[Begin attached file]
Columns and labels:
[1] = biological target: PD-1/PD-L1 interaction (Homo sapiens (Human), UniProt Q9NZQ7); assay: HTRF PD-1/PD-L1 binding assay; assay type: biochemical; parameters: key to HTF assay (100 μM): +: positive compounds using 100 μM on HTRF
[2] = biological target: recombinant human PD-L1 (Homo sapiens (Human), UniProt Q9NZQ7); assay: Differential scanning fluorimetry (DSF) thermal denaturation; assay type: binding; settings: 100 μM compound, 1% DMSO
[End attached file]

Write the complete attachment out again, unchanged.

Columns and labels:
[1] = biological target: PD-1/PD-L1 interaction (Homo sapiens (Human), UniProt Q9NZQ7); assay: HTRF PD-1/PD-L1 binding assay; assay type: biochemical; parameters: key to HTF assay (100 μM): +: positive compounds using 100 μM on HTRF
[2] = biological target: recombinant human PD-L1 (Homo sapiens (Human), UniProt Q9NZQ7); assay: Differential scanning fluorimetry (DSF) thermal denaturation; assay type: binding; settings: 100 μM compound, 1% DMSO